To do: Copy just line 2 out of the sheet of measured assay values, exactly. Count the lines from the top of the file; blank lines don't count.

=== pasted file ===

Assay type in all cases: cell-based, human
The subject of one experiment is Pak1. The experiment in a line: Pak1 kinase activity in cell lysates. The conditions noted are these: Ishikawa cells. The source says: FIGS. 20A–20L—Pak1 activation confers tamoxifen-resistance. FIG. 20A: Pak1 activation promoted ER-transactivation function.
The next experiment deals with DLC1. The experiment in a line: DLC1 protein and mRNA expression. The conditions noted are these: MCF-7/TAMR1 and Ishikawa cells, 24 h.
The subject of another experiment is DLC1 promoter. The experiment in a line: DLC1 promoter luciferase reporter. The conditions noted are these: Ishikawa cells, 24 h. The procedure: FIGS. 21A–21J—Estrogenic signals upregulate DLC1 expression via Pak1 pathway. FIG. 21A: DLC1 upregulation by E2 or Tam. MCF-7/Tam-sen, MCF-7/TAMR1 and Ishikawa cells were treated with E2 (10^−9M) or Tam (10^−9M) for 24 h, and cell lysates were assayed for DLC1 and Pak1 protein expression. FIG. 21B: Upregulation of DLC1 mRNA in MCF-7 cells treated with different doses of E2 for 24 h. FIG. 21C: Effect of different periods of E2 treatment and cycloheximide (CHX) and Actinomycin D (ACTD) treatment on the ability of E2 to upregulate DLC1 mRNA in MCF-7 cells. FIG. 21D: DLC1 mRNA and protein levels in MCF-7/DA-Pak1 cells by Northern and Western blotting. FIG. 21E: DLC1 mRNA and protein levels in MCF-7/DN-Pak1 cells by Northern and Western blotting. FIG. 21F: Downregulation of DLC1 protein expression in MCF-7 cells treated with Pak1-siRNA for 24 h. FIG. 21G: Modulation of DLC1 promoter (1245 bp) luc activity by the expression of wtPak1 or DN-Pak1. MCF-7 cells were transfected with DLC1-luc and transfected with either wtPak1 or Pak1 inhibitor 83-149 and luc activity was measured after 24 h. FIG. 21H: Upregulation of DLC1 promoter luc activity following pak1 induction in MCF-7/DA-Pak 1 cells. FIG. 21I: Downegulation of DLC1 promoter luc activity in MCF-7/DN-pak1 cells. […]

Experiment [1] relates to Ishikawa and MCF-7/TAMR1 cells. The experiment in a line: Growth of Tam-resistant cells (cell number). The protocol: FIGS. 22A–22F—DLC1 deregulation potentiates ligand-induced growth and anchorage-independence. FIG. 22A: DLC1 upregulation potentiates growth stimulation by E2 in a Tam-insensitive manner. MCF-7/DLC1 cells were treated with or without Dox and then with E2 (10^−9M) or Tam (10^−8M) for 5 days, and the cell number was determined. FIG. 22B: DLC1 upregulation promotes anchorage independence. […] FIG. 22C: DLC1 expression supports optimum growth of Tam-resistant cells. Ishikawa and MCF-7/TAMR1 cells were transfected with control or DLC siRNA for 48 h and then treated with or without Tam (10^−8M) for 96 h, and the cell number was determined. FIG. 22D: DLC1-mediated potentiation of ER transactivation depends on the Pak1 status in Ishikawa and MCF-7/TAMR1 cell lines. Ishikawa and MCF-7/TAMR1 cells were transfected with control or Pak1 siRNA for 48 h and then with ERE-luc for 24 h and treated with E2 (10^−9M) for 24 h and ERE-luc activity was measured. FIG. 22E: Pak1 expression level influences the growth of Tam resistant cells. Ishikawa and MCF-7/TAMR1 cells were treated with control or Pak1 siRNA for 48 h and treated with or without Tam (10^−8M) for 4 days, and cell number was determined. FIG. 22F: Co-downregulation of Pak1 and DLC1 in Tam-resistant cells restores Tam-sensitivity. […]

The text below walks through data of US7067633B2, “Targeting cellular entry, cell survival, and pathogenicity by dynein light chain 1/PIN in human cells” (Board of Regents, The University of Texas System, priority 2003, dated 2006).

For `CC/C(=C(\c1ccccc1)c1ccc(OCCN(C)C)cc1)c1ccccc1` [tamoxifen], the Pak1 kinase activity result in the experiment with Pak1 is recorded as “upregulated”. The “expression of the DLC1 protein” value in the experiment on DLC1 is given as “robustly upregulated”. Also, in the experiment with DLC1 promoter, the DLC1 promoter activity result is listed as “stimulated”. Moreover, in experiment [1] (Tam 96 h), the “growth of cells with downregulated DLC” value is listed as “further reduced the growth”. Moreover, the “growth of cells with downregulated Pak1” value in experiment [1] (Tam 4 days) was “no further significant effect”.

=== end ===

The subject of one experiment is Pak1. The experiment in a line: Pak1 kinase activity in cell lysates. The conditions noted are these: Ishikawa cells. The source says: FIGS. 20A–20L—Pak1 activation confers tamoxifen-resistance. FIG. 20A: Pak1 activation promoted ER-transactivation function.